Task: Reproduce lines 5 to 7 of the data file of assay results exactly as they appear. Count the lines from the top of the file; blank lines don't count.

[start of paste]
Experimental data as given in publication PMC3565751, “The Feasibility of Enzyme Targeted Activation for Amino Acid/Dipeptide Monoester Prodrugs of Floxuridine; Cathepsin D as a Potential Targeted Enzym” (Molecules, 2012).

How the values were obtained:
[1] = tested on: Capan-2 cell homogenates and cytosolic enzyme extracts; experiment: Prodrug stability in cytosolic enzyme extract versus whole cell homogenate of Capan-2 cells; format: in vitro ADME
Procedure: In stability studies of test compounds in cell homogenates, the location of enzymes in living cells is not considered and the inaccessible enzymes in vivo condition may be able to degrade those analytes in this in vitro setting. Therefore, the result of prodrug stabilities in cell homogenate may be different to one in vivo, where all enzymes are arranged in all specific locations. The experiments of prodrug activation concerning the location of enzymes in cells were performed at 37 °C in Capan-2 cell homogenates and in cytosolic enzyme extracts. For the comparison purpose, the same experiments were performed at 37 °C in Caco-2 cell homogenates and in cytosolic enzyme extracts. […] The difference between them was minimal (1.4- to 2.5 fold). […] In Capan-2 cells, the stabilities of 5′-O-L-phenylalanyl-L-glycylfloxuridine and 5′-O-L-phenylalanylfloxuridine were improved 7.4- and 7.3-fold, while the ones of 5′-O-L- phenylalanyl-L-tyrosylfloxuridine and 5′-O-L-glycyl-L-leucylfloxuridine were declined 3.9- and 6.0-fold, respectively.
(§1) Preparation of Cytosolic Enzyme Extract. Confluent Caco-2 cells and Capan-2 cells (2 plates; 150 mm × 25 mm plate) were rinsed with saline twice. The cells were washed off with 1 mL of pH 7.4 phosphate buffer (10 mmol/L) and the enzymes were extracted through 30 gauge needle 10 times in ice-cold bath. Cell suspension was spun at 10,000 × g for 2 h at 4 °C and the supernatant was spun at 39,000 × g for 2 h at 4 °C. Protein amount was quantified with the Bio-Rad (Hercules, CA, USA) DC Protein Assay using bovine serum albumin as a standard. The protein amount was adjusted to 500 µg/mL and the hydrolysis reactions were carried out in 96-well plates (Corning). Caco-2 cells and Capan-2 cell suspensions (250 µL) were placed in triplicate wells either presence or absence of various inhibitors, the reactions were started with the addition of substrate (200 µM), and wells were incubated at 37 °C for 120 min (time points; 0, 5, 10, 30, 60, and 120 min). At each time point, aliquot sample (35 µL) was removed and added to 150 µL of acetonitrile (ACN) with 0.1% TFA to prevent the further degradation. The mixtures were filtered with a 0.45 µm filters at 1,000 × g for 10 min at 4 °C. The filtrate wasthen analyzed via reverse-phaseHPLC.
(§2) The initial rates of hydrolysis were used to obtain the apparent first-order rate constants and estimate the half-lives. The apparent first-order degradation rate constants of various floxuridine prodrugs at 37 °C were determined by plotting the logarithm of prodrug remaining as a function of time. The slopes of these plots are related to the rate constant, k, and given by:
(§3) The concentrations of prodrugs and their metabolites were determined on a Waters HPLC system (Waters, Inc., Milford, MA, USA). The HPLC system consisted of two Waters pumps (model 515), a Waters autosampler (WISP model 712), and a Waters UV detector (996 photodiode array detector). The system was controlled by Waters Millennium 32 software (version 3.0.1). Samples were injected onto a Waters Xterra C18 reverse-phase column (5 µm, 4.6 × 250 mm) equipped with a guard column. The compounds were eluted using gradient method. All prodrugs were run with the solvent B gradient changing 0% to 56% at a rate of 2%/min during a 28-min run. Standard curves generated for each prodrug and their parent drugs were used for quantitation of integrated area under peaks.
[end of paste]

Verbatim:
(§1) Preparation of Cytosolic Enzyme Extract. Confluent Caco-2 cells and Capan-2 cells (2 plates; 150 mm × 25 mm plate) were rinsed with saline twice. The cells were washed off with 1 mL of pH 7.4 phosphate buffer (10 mmol/L) and the enzymes were extracted through 30 gauge needle 10 times in ice-cold bath. Cell suspension was spun at 10,000 × g for 2 h at 4 °C and the supernatant was spun at 39,000 × g for 2 h at 4 °C. Protein amount was quantified with the Bio-Rad (Hercules, CA, USA) DC Protein Assay using bovine serum albumin as a standard. The protein amount was adjusted to 500 µg/mL and the hydrolysis reactions were carried out in 96-well plates (Corning). Caco-2 cells and Capan-2 cell suspensions (250 µL) were placed in triplicate wells either presence or absence of various inhibitors, the reactions were started with the addition of substrate (200 µM), and wells were incubated at 37 °C for 120 min (time points; 0, 5, 10, 30, 60, and 120 min). At each time point, aliquot sample (35 µL) was removed and added to 150 µL of acetonitrile (ACN) with 0.1% TFA to prevent the further degradation. The mixtures were filtered with a 0.45 µm filters at 1,000 × g for 10 min at 4 °C. The filtrate wasthen analyzed via reverse-phaseHPLC.
(§2) The initial rates of hydrolysis were used to obtain the apparent first-order rate constants and estimate the half-lives. The apparent first-order degradation rate constants of various floxuridine prodrugs at 37 °C were determined by plotting the logarithm of prodrug remaining as a function of time. The slopes of these plots are related to the rate constant, k, and given by:
(§3) The concentrations of prodrugs and their metabolites were determined on a Waters HPLC system (Waters, Inc., Milford, MA, USA). The HPLC system consisted of two Waters pumps (model 515), a Waters autosampler (WISP model 712), and a Waters UV detector (996 photodiode array detector). The system was controlled by Waters Millennium 32 software (version 3.0.1). Samples were injected onto a Waters Xterra C18 reverse-phase column (5 µm, 4.6 × 250 mm) equipped with a guard column. The compounds were eluted using gradient method. All prodrugs were run with the solvent B gradient changing 0% to 56% at a rate of 2%/min during a 28-min run. Standard curves generated for each prodrug and their parent drugs were used for quantitation of integrated area under peaks.